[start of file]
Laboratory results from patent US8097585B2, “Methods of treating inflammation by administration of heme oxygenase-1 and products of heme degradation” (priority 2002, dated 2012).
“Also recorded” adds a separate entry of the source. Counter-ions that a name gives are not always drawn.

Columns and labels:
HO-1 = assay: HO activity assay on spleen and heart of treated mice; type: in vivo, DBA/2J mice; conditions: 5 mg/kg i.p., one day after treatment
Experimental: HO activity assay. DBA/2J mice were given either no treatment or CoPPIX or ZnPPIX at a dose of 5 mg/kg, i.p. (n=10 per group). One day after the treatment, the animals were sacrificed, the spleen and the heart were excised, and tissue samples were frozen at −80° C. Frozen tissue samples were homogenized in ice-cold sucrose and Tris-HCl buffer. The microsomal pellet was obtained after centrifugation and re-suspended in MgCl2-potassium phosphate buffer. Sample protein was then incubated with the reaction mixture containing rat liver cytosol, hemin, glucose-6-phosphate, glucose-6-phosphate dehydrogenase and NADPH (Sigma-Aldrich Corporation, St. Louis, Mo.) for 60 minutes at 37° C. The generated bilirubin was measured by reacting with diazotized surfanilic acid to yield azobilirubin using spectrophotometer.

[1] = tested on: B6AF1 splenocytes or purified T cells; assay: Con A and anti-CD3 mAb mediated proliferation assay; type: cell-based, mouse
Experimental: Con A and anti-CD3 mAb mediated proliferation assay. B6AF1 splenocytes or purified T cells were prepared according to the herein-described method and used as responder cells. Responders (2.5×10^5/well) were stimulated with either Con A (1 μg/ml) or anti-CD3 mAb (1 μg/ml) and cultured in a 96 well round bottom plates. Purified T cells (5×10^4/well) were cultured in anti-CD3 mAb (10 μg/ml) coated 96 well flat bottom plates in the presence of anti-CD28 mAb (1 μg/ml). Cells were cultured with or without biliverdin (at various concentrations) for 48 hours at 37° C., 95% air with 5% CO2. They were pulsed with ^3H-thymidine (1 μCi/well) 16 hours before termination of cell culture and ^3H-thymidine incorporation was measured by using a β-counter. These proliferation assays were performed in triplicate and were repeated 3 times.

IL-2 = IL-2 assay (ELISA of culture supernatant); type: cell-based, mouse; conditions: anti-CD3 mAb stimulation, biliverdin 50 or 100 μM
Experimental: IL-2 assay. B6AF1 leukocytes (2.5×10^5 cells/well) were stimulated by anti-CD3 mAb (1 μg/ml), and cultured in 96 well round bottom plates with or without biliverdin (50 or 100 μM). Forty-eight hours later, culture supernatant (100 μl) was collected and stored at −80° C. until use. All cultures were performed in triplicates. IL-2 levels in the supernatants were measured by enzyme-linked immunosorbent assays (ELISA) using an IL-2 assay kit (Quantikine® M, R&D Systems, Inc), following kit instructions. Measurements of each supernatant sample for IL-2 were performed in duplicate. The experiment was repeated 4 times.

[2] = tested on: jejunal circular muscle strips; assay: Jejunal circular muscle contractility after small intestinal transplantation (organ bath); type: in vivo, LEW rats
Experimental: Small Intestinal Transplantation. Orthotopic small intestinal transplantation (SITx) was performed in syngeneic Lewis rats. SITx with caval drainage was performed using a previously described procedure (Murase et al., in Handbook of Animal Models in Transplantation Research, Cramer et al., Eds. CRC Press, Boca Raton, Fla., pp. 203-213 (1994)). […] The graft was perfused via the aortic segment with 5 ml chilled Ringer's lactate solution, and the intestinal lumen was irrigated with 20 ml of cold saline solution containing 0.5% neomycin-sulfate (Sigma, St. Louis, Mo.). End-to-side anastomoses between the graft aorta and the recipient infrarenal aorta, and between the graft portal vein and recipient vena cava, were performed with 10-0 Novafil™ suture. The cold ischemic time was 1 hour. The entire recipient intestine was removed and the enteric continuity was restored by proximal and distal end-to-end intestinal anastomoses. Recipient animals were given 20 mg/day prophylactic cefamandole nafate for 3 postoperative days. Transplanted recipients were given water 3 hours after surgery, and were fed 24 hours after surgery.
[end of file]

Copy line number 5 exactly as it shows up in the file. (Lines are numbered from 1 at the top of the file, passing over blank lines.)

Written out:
Experimental: HO activity assay. DBA/2J mice were given either no treatment or CoPPIX or ZnPPIX at a dose of 5 mg/kg, i.p. (n=10 per group). One day after the treatment, the animals were sacrificed, the spleen and the heart were excised, and tissue samples were frozen at −80° C. Frozen tissue samples were homogenized in ice-cold sucrose and Tris-HCl buffer. The microsomal pellet was obtained after centrifugation and re-suspended in MgCl2-potassium phosphate buffer. Sample protein was then incubated with the reaction mixture containing rat liver cytosol, hemin, glucose-6-phosphate, glucose-6-phosphate dehydrogenase and NADPH (Sigma-Aldrich Corporation, St. Louis, Mo.) for 60 minutes at 37° C. The generated bilirubin was measured by reacting with diazotized surfanilic acid to yield azobilirubin using spectrophotometer.